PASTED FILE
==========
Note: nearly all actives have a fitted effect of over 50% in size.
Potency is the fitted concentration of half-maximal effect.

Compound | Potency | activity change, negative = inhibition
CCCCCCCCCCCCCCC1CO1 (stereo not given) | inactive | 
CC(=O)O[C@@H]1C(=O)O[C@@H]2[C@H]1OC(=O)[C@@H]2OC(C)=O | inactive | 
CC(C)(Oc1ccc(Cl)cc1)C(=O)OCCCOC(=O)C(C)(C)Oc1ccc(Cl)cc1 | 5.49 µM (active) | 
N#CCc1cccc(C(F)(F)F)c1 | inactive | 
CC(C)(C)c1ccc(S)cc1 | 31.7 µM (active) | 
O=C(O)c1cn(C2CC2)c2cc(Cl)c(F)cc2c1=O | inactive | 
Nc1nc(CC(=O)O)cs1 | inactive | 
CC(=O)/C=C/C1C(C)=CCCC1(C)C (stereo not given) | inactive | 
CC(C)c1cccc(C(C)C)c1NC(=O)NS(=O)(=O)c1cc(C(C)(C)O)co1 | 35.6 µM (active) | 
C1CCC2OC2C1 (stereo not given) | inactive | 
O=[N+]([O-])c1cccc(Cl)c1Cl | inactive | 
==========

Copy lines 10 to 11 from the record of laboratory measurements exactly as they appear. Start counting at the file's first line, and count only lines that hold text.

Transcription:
Nc1nc(CC(=O)O)cs1 | inactive | 
CC(=O)/C=C/C1C(C)=CCCC1(C)C (stereo not given) | inactive | 